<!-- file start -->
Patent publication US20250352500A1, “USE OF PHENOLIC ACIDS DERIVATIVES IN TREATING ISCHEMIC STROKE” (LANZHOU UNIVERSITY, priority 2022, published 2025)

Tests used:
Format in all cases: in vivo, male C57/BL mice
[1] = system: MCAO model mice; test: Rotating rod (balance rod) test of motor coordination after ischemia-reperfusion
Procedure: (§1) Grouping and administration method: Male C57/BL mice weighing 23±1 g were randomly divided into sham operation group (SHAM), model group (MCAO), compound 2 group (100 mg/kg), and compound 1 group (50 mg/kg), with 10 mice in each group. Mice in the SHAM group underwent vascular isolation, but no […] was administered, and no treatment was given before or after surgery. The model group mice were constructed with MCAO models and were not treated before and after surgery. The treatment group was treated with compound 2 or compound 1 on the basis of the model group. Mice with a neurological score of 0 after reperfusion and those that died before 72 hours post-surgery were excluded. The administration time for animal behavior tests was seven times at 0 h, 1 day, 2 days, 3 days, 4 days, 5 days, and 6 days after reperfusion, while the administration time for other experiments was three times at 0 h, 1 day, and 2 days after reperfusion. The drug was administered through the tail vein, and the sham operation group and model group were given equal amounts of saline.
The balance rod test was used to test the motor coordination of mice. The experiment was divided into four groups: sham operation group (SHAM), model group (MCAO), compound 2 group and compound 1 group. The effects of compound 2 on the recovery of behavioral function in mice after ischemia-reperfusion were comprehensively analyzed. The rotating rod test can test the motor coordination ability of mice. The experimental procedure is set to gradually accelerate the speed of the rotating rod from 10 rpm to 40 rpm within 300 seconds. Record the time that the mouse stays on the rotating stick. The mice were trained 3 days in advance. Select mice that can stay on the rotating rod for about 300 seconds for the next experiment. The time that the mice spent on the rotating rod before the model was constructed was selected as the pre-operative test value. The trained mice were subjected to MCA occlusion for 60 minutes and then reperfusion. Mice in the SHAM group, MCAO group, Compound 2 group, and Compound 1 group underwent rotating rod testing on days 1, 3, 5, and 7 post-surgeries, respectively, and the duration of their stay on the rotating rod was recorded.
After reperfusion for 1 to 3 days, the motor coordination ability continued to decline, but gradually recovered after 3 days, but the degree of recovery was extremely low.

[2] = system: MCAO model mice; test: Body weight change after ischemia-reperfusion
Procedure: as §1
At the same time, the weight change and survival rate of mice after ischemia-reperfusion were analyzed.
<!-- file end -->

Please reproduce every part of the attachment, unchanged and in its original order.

Patent publication US20250352500A1, “USE OF PHENOLIC ACIDS DERIVATIVES IN TREATING ISCHEMIC STROKE” (LANZHOU UNIVERSITY, priority 2022, published 2025)

Tests used:
Format in all cases: in vivo, male C57/BL mice
[1] = system: MCAO model mice; test: Rotating rod (balance rod) test of motor coordination after ischemia-reperfusion
Procedure: (§1) Grouping and administration method: Male C57/BL mice weighing 23±1 g were randomly divided into sham operation group (SHAM), model group (MCAO), compound 2 group (100 mg/kg), and compound 1 group (50 mg/kg), with 10 mice in each group. Mice in the SHAM group underwent vascular isolation, but no […] was administered, and no treatment was given before or after surgery. The model group mice were constructed with MCAO models and were not treated before and after surgery. The treatment group was treated with compound 2 or compound 1 on the basis of the model group. Mice with a neurological score of 0 after reperfusion and those that died before 72 hours post-surgery were excluded. The administration time for animal behavior tests was seven times at 0 h, 1 day, 2 days, 3 days, 4 days, 5 days, and 6 days after reperfusion, while the administration time for other experiments was three times at 0 h, 1 day, and 2 days after reperfusion. The drug was administered through the tail vein, and the sham operation group and model group were given equal amounts of saline.
The balance rod test was used to test the motor coordination of mice. The experiment was divided into four groups: sham operation group (SHAM), model group (MCAO), compound 2 group and compound 1 group. The effects of compound 2 on the recovery of behavioral function in mice after ischemia-reperfusion were comprehensively analyzed. The rotating rod test can test the motor coordination ability of mice. The experimental procedure is set to gradually accelerate the speed of the rotating rod from 10 rpm to 40 rpm within 300 seconds. Record the time that the mouse stays on the rotating stick. The mice were trained 3 days in advance. Select mice that can stay on the rotating rod for about 300 seconds for the next experiment. The time that the mice spent on the rotating rod before the model was constructed was selected as the pre-operative test value. The trained mice were subjected to MCA occlusion for 60 minutes and then reperfusion. Mice in the SHAM group, MCAO group, Compound 2 group, and Compound 1 group underwent rotating rod testing on days 1, 3, 5, and 7 post-surgeries, respectively, and the duration of their stay on the rotating rod was recorded.
After reperfusion for 1 to 3 days, the motor coordination ability continued to decline, but gradually recovered after 3 days, but the degree of recovery was extremely low.

[2] = system: MCAO model mice; test: Body weight change after ischemia-reperfusion
Procedure: as §1
At the same time, the weight change and survival rate of mice after ischemia-reperfusion were analyzed.